Happily Ever After? The Nuances of Romance & Social Class in Late 18th-Century America

This week, we're exploring the second half of Laurie Halse Anderson's Fever 1793 with our Bridge Summer Reading Students. Thankfully, GLA Marketing Intern Katie Norton is here to give us some context for Mattie's relationship woes, exploring how social class influenced 18th-century women's marriage prospects. Let's dive in!

As we’ve seen in Fever 1793 so far, social class significantly influenced daily life in post-Revolutionary America. Although the new structure of American government distributed land ownership - and therefore political power - to a larger portion of lower- and middle-class people, a definite hierarchy still remained intact. And, as we’ll see, the nuances of this hierarchy directly impacted Mattie Cook and other young women of her time regarding courtship with potential suitors, subsequent marriages, and the legal status and power they would enjoy in adulthood.

Rungs on the Social Ladder


At the very top of the social pyramid were the “gentry” class of wealthy landowners and merchants, financiers, local magistrates, church vestrymen, and councilmen. These people held the most power in their communities because of how much influence they had in religion, government, and business/trade. Wielding such power didn’t necessarily secure approval, though. As we’ve seen in our last post on women’s clothing during this time, Mattie thinks of the Ogilvie family and the rest of the upper-class as “snobbish” (46) and impractical.


Below the gentry was a class of “middling” who made their living as tradesmen (blacksmith, silversmith, printing, millinery, etc.), doctors, lawyers, and store-owning merchants. class of people usually didn’t have as much money or land as the gentry, so they didn’t hold as much social power. This is probably where Mattie and her family fell in the social order; they definitely had some power because they owned their home and their coffeehouse, but they were directly responsible for keeping up and running their coffeehouse, so the gentry (i.e. the Ogilvie family) looked down on them for not having enough money to hire/purchase enough servants/slaves to handle the work on their own.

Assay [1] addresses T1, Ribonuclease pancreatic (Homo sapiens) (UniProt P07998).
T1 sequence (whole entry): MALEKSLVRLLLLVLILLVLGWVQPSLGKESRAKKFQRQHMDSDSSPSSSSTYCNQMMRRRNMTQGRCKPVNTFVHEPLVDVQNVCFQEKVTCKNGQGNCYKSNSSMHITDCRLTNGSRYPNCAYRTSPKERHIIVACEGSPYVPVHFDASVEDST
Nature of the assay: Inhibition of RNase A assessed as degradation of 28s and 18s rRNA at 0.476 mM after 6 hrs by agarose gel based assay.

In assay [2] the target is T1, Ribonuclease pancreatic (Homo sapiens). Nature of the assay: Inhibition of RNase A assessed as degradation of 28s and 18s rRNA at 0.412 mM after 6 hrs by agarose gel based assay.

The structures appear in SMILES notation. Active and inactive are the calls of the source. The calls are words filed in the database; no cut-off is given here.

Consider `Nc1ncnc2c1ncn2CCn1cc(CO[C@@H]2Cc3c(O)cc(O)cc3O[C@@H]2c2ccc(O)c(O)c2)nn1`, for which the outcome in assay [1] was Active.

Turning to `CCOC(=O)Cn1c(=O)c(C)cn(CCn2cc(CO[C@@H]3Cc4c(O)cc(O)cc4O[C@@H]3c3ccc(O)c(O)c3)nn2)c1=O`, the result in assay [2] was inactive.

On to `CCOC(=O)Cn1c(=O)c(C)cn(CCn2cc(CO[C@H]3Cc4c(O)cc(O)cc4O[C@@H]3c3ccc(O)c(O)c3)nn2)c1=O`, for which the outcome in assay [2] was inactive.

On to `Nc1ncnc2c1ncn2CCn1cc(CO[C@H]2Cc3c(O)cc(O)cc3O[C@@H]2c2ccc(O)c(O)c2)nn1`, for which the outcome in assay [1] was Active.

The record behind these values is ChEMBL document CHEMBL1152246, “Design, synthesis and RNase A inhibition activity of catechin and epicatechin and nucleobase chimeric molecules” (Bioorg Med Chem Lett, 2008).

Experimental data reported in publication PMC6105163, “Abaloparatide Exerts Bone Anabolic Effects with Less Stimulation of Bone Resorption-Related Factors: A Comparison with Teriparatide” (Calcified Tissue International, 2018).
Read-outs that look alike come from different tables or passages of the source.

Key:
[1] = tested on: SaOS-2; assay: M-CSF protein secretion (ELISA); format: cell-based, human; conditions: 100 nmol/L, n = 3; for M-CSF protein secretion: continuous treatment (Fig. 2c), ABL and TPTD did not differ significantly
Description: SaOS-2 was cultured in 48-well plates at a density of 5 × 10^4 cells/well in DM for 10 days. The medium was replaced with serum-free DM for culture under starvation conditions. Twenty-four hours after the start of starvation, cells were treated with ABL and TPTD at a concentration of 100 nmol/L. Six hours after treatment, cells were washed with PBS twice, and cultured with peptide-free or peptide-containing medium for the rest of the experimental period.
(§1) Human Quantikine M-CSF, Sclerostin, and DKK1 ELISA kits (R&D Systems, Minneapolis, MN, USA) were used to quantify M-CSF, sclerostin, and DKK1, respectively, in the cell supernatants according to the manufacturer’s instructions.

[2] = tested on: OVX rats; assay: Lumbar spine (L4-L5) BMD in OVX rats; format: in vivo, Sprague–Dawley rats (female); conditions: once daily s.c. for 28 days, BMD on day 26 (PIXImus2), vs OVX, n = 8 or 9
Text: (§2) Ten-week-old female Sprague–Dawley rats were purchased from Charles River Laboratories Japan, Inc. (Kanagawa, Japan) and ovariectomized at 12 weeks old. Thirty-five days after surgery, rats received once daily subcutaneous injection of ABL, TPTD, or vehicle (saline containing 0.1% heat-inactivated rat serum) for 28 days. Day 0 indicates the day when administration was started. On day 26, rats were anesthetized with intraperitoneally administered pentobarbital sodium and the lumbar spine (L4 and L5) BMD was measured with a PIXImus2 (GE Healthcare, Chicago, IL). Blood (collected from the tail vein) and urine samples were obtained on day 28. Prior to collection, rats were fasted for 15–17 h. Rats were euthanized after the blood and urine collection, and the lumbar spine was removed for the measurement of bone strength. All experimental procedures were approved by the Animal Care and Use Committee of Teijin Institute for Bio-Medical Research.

Similarly, in the southern states (Maryland, Virginia, the Carolinas, and Georgia) whose economies were based on agriculture, small farmers were considered a part of the middle class, but somewhat under the middling because of the manual labor their work required. These farmers usually owned a small plot of land and might have had one or two slaves to help the family maintain the crops and household.


At the bottom of the pyramid were the African Americans, with freed black people - like Eliza - having more social status and power than enslaved field hands and house servants, although such power was drastically less than that of any white person. Slavery wouldn’t be abolished until 1865 and African Americans wouldn’t win the right to vote until 1870, so even if a freed black person owned property, he or she wouldn’t have any political power whatsoever. Freed black people usually worked skilled jobs as blacksmiths, silversmiths, printers, etc. and earned wages to support themselves. When Mattie asks Eliza to be her partner in owning/running the coffeehouse, Eliza has an opportunity to become Mattie’s equal - something that was quite rare for freed Africans during this time.

Women, Class, and Marriage